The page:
It seems that Presidents day is a sales-based holiday for car and furniture stores. President day is always the third Monday in February. But which president or presidents does it honor, good question. Presidents Day officially honors Washington’s and Lincoln’s birthdays, however their actual birthdays are February 22nd and February 12th respectively.

The Federal Holiday Act of 1971 officially created the observance to honor both presidents. Apparently, all other presidents can suck it, so to say. Bob Mills isn’t selling a sofa in honor of Millard Fillmore after all.

Yet despite the holiday often being referred to as “Presidents’ Day” in practice, the official federal holiday continues to be known as “Washington’s Birthday.” When George Washington himself was alive, people honored the occasion with balls and banquets. The celebration continued after his death as a way to remember what America’s first president did for the Nation.

In 1968 Rep. Robert McClory, representing “the land of Lincoln,” attempted to change the name of the holiday to “Presidents’ Day” in 1968. But that measure proved to be particularly controversial for legislators from Virginia, Washington’s home state. The provision was soon dropped.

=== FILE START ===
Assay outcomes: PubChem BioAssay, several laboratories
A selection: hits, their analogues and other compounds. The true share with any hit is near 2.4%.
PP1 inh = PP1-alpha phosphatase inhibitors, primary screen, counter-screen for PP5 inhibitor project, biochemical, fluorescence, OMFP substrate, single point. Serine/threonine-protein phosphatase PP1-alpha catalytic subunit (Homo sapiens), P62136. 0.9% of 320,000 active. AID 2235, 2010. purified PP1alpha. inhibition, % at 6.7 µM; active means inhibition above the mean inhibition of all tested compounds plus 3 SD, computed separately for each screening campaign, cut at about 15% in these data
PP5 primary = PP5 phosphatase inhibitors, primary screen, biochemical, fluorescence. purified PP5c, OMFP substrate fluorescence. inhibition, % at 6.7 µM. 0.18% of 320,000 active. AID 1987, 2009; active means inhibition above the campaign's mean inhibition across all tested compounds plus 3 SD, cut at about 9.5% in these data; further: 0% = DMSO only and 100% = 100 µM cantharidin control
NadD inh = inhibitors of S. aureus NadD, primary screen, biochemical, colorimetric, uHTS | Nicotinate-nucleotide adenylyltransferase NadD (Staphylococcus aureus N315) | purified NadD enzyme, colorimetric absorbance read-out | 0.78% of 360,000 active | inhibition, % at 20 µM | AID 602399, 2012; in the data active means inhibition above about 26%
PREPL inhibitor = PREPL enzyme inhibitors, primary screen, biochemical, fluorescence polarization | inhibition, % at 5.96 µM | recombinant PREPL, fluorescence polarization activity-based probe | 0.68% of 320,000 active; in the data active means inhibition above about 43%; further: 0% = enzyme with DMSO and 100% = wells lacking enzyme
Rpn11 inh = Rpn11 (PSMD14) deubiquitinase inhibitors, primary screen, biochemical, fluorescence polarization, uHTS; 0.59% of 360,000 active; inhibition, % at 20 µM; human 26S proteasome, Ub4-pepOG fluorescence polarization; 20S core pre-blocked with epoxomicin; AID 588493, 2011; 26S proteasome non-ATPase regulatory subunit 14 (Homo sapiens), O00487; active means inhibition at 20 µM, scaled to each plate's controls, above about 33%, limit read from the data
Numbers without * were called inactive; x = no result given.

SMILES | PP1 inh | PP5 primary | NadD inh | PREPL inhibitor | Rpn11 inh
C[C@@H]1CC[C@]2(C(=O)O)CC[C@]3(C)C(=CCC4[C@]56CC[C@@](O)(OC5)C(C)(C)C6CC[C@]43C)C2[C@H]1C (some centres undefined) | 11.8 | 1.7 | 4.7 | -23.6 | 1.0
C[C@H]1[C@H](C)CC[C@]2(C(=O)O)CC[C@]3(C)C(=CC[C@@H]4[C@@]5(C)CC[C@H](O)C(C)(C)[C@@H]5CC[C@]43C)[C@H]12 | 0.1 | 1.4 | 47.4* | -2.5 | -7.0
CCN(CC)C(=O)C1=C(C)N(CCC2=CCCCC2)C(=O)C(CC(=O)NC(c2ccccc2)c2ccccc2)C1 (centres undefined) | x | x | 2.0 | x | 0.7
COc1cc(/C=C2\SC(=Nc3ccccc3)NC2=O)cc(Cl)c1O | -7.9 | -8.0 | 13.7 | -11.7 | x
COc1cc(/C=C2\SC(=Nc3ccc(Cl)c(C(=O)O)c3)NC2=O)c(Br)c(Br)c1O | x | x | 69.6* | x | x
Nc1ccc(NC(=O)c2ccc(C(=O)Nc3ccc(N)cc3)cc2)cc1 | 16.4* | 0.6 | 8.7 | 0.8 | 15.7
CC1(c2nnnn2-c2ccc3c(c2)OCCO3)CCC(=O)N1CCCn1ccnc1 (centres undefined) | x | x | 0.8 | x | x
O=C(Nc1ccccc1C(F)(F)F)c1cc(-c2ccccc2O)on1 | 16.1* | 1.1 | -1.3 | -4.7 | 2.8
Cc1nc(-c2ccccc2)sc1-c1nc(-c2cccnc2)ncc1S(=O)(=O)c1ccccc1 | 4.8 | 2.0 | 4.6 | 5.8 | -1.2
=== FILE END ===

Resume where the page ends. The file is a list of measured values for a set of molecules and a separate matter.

McClory did gain the concession of having the holiday celebrated on the third Monday in February, which falls between Abraham Lincoln’s birthday on February 12 and Washington’s 10 days later. It appeared to many that a federal holiday now existed to celebrate both Washington and Lincoln—as well as America’s other past commanders in chief. The current president is excluded from the Holiday. This interpretation was fueled by the numerous states that adopted “Presidents’ Day” as the holiday’s name, rather than the traditional “Washington’s Birthday.”

So, which ever president you celebrate, enjoy the day off from work and get that great deal on a mattress. Washington and Lincoln would be happy you saved in honor of their service.